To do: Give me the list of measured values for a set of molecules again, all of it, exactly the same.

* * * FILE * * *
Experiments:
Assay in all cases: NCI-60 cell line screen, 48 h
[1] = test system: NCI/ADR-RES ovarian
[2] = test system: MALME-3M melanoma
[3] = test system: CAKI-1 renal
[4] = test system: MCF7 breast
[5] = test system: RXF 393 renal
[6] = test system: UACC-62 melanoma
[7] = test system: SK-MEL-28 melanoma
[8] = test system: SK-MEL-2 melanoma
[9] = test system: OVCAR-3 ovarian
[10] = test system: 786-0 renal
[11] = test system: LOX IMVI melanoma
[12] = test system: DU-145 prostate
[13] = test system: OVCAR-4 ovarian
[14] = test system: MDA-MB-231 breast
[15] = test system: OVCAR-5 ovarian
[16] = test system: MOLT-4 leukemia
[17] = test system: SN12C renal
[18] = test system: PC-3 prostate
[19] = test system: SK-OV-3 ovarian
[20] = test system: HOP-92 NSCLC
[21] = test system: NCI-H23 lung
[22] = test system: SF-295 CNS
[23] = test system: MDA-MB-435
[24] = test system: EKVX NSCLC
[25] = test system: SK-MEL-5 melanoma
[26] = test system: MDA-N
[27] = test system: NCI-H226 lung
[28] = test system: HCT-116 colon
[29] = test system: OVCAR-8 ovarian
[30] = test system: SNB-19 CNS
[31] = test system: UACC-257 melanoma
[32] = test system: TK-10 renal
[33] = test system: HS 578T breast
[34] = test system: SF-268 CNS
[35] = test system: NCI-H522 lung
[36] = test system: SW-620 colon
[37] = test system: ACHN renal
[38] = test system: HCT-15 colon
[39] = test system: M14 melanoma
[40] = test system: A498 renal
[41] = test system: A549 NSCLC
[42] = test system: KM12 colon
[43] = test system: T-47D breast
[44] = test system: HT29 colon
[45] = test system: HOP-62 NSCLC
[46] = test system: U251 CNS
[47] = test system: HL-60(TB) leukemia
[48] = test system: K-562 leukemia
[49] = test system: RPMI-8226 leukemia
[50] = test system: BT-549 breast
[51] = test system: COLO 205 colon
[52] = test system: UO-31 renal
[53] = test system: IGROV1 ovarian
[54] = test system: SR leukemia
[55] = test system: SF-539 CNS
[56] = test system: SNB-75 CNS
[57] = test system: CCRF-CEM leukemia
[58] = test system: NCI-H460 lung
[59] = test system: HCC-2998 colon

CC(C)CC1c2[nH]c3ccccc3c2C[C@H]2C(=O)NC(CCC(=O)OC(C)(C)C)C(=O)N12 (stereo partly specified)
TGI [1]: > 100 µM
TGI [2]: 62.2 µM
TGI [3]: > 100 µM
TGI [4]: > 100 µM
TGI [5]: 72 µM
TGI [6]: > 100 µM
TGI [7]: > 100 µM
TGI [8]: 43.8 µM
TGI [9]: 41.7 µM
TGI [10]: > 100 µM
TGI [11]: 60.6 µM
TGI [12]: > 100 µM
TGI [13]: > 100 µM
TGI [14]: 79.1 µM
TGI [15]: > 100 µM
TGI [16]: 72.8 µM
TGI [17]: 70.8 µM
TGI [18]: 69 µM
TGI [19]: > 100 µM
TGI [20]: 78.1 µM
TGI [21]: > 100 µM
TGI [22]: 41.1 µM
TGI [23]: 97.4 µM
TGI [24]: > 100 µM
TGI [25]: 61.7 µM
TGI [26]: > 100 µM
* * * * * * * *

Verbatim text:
Experiments:
Assay in all cases: NCI-60 cell line screen, 48 h
[1] = test system: NCI/ADR-RES ovarian
[2] = test system: MALME-3M melanoma
[3] = test system: CAKI-1 renal
[4] = test system: MCF7 breast
[5] = test system: RXF 393 renal
[6] = test system: UACC-62 melanoma
[7] = test system: SK-MEL-28 melanoma
[8] = test system: SK-MEL-2 melanoma
[9] = test system: OVCAR-3 ovarian
[10] = test system: 786-0 renal
[11] = test system: LOX IMVI melanoma
[12] = test system: DU-145 prostate
[13] = test system: OVCAR-4 ovarian
[14] = test system: MDA-MB-231 breast
[15] = test system: OVCAR-5 ovarian
[16] = test system: MOLT-4 leukemia
[17] = test system: SN12C renal
[18] = test system: PC-3 prostate
[19] = test system: SK-OV-3 ovarian
[20] = test system: HOP-92 NSCLC
[21] = test system: NCI-H23 lung
[22] = test system: SF-295 CNS
[23] = test system: MDA-MB-435
[24] = test system: EKVX NSCLC
[25] = test system: SK-MEL-5 melanoma
[26] = test system: MDA-N
[27] = test system: NCI-H226 lung
[28] = test system: HCT-116 colon
[29] = test system: OVCAR-8 ovarian
[30] = test system: SNB-19 CNS
[31] = test system: UACC-257 melanoma
[32] = test system: TK-10 renal
[33] = test system: HS 578T breast
[34] = test system: SF-268 CNS
[35] = test system: NCI-H522 lung
[36] = test system: SW-620 colon
[37] = test system: ACHN renal
[38] = test system: HCT-15 colon
[39] = test system: M14 melanoma
[40] = test system: A498 renal
[41] = test system: A549 NSCLC
[42] = test system: KM12 colon
[43] = test system: T-47D breast
[44] = test system: HT29 colon
[45] = test system: HOP-62 NSCLC
[46] = test system: U251 CNS
[47] = test system: HL-60(TB) leukemia
[48] = test system: K-562 leukemia
[49] = test system: RPMI-8226 leukemia
[50] = test system: BT-549 breast
[51] = test system: COLO 205 colon
[52] = test system: UO-31 renal
[53] = test system: IGROV1 ovarian
[54] = test system: SR leukemia
[55] = test system: SF-539 CNS
[56] = test system: SNB-75 CNS
[57] = test system: CCRF-CEM leukemia
[58] = test system: NCI-H460 lung
[59] = test system: HCC-2998 colon

CC(C)CC1c2[nH]c3ccccc3c2C[C@H]2C(=O)NC(CCC(=O)OC(C)(C)C)C(=O)N12 (stereo partly specified)
TGI [1]: > 100 µM
TGI [2]: 62.2 µM
TGI [3]: > 100 µM
TGI [4]: > 100 µM
TGI [5]: 72 µM
TGI [6]: > 100 µM
TGI [7]: > 100 µM
TGI [8]: 43.8 µM
TGI [9]: 41.7 µM
TGI [10]: > 100 µM
TGI [11]: 60.6 µM
TGI [12]: > 100 µM
TGI [13]: > 100 µM
TGI [14]: 79.1 µM
TGI [15]: > 100 µM
TGI [16]: 72.8 µM
TGI [17]: 70.8 µM
TGI [18]: 69 µM
TGI [19]: > 100 µM
TGI [20]: 78.1 µM
TGI [21]: > 100 µM
TGI [22]: 41.1 µM
TGI [23]: 97.4 µM
TGI [24]: > 100 µM
TGI [25]: 61.7 µM
TGI [26]: > 100 µM